If a CMS sounds like just what you need for your Web site, either a complete solution or a hosted site, then contact Firecrest and we will discuss with you the best option for your particular site. We will also train you to use and edit the site effectively after it is complete and will always be on hand to perform any required updates.

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Interface design and prototyping

One thing that we make a priority, on any web or software project on which we are working, is to prototype the website and interface. This ensures that the client is a part of the whole process and allows them to see, and use, a version of the site or software at a very early stage in the development process. It is easier, and better for everyone, if any errors or required changes are discovered early in the project. It is even better if the site is right as soon as the actual development starts, and prototyping helps this a great deal.

How we start the prototyping process obviously depends upon the project. The key thing is to allow the client to see something of the design as early as possible. However, we always start by discussing with the client about their business strategy, their aims for the site/software, the potential audience, an analysis of their competitors, the design and content requirements, and so on. Depending on the size of the project, we also develop and run through user scenarios with the client – ensuring that before anything starts, we all have an idea of how and when the users will use the site and what they will use it for. We will work with a client for as long as is required to ensure they, and us, have confidence that we understand the overall aims of the site/software.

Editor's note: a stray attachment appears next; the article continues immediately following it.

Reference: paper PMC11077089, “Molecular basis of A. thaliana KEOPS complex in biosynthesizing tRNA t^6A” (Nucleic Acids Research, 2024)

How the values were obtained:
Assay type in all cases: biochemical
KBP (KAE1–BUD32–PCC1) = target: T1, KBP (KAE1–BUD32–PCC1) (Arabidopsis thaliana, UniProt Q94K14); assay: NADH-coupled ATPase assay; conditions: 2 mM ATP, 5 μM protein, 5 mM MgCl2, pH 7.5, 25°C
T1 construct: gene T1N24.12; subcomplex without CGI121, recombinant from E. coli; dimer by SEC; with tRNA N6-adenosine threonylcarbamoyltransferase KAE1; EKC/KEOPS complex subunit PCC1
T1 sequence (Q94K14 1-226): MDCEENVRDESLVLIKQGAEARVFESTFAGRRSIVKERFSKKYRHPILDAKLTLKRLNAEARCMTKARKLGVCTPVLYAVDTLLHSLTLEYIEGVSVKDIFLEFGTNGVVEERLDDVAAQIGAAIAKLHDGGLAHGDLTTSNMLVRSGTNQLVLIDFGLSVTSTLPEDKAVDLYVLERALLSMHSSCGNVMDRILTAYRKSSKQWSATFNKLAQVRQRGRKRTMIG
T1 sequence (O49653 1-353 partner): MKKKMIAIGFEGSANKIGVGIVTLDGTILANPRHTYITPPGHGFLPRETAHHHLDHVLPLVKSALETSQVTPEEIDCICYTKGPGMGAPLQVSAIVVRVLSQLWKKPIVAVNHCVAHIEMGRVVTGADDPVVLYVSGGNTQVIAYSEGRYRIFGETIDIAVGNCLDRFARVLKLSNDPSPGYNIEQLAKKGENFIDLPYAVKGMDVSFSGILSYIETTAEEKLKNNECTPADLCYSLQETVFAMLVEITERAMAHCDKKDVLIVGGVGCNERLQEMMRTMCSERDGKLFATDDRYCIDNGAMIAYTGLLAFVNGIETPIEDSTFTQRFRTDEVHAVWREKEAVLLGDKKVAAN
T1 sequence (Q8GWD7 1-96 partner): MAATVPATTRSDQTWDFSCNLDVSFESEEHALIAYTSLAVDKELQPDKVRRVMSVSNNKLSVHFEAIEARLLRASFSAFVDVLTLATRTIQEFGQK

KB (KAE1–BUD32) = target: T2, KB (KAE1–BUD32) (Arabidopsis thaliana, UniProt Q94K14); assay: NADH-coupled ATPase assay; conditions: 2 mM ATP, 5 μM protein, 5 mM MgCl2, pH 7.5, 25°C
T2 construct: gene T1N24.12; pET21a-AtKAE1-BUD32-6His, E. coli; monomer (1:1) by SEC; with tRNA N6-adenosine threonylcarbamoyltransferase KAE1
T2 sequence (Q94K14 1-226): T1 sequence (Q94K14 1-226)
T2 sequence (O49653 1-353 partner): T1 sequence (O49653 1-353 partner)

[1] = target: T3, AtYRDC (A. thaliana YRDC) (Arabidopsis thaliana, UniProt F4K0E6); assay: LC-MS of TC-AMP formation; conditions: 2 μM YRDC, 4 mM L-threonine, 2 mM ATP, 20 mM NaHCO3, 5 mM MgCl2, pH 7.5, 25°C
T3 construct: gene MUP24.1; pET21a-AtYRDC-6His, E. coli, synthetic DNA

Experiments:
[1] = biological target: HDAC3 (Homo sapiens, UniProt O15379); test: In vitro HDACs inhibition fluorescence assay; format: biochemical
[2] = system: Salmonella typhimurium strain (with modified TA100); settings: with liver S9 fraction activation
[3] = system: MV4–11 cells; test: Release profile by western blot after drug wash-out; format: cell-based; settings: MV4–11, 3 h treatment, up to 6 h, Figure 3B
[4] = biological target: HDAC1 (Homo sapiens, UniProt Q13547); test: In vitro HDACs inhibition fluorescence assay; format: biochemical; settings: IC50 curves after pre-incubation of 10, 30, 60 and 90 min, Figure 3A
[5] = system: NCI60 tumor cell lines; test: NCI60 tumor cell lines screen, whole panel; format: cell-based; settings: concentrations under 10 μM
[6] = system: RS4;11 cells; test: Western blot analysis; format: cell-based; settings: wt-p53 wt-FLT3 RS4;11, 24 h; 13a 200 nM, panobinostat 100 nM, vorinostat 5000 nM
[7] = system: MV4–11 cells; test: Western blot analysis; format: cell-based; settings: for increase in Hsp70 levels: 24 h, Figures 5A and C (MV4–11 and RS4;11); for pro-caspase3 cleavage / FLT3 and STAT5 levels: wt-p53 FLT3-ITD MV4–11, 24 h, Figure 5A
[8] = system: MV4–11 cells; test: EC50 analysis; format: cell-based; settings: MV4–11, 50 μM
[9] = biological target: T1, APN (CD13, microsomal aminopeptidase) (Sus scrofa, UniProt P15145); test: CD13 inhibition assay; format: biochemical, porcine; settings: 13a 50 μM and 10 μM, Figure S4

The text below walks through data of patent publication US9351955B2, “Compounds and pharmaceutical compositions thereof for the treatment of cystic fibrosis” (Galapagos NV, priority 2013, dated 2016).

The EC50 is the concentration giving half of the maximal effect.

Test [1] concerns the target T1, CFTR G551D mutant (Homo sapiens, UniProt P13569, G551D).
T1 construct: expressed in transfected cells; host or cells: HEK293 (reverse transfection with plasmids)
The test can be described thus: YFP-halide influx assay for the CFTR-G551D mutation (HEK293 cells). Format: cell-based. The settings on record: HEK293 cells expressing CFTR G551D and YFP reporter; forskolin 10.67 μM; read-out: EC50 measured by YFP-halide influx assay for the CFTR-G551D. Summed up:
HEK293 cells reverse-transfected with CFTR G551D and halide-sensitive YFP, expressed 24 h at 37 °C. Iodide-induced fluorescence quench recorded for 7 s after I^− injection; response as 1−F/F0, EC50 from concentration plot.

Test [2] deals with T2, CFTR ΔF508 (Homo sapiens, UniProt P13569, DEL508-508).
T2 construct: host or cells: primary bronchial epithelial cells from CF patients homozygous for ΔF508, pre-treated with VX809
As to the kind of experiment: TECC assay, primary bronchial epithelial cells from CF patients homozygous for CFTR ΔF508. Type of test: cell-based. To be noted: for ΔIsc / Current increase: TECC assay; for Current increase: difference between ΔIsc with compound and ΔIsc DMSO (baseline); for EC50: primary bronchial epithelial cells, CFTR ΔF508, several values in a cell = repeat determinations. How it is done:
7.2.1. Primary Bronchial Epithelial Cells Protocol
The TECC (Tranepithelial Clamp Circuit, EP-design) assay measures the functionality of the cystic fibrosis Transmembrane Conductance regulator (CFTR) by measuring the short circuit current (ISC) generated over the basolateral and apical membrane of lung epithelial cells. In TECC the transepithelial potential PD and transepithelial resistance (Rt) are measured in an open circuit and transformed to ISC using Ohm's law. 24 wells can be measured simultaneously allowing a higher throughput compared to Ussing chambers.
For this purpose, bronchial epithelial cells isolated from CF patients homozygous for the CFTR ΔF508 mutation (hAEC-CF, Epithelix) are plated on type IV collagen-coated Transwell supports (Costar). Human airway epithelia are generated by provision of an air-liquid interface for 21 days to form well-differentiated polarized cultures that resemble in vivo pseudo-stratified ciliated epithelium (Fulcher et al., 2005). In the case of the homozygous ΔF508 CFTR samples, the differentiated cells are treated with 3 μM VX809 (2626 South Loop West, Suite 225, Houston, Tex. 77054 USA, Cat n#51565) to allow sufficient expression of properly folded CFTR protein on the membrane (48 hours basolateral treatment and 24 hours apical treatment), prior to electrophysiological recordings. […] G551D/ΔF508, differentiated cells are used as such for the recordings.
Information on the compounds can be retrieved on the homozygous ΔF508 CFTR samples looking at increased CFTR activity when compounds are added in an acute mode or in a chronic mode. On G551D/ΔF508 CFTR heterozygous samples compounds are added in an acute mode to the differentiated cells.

Once we have this, we can actually start prototyping. We are not Luddites (well, not in terms of software development anyway!), but we usually start with good old pencil, paper, and post it notes. Sketching a rough design of the site is very, very useful and can even be discussed with the client. For the content of the site, particularly for larger sites, we use wireframes. Wireframe sketches are perfect for working out the information flow of the site, the navigation structure, and the functions. For each page, we also provide a short description including details such as where the navigation will point to, what a form will do, and how it will change if the site includes dynamic content. It is important though that the client knows that this is not what the site will actually look like! Wireframes are simply used to start the design process for us and the discussion process with the client. It helps everyone if something is down on paper, even if it is a long way from what the finished software will look like. One thing we are very careful to do is to avoid jargon in the words that are used on the prototypes and in discussions. This only ends up confusing the client or user before we have even started!